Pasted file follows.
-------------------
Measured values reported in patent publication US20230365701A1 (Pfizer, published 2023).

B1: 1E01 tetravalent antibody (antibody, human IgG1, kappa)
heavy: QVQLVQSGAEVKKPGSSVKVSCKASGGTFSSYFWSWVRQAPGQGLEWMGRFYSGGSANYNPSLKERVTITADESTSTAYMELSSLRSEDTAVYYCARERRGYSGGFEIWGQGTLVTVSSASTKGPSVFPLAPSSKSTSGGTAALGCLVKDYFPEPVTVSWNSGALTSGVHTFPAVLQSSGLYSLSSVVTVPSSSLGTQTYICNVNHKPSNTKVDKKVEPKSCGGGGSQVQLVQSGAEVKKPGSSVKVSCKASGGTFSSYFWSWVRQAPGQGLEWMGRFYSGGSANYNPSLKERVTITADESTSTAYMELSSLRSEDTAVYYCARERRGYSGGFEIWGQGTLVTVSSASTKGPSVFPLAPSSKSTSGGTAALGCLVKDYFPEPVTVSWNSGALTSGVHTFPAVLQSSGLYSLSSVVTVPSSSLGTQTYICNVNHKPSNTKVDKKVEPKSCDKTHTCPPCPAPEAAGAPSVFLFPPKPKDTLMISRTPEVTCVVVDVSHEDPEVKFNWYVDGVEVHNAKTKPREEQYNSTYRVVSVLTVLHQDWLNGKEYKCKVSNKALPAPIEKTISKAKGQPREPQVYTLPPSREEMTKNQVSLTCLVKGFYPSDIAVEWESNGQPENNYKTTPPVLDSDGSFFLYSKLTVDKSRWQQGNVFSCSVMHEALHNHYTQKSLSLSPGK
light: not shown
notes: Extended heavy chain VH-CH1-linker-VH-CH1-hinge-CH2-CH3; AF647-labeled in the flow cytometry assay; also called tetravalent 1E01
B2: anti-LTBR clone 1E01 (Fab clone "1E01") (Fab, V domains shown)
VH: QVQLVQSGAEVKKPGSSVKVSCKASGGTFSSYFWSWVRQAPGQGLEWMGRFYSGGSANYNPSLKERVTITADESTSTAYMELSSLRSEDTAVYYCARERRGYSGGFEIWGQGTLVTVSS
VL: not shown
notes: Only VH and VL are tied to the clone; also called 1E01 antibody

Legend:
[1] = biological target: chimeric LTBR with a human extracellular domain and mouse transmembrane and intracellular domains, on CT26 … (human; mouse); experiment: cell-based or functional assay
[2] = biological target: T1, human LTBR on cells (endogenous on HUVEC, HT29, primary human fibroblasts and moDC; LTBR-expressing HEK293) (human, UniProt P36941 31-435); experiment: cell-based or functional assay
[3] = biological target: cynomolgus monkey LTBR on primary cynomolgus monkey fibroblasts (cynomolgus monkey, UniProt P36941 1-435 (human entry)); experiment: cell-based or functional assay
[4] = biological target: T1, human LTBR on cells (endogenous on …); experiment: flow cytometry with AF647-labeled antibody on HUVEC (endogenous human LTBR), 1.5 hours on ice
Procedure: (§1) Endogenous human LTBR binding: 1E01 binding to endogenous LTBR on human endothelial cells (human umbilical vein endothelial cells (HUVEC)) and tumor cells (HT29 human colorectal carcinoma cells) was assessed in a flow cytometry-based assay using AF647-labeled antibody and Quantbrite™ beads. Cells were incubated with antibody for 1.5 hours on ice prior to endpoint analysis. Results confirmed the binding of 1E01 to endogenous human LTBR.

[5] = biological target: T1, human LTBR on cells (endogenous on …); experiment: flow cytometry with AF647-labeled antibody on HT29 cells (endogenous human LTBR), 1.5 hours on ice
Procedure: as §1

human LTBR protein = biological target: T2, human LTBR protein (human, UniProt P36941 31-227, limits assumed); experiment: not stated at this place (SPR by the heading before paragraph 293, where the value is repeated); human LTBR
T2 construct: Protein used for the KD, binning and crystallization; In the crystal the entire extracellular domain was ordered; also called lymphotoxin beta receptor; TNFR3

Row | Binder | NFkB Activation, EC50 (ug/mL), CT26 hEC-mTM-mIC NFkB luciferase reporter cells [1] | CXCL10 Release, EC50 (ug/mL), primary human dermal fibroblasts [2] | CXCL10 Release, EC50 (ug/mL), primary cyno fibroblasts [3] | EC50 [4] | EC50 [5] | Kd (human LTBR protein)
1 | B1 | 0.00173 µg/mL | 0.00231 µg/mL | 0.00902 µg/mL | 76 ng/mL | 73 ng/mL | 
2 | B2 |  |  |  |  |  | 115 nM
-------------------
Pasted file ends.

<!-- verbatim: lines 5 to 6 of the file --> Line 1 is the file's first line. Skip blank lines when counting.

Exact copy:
notes: Extended heavy chain VH-CH1-linker-VH-CH1-hinge-CH2-CH3; AF647-labeled in the flow cytometry assay; also called tetravalent 1E01
B2: anti-LTBR clone 1E01 (Fab clone "1E01") (Fab, V domains shown)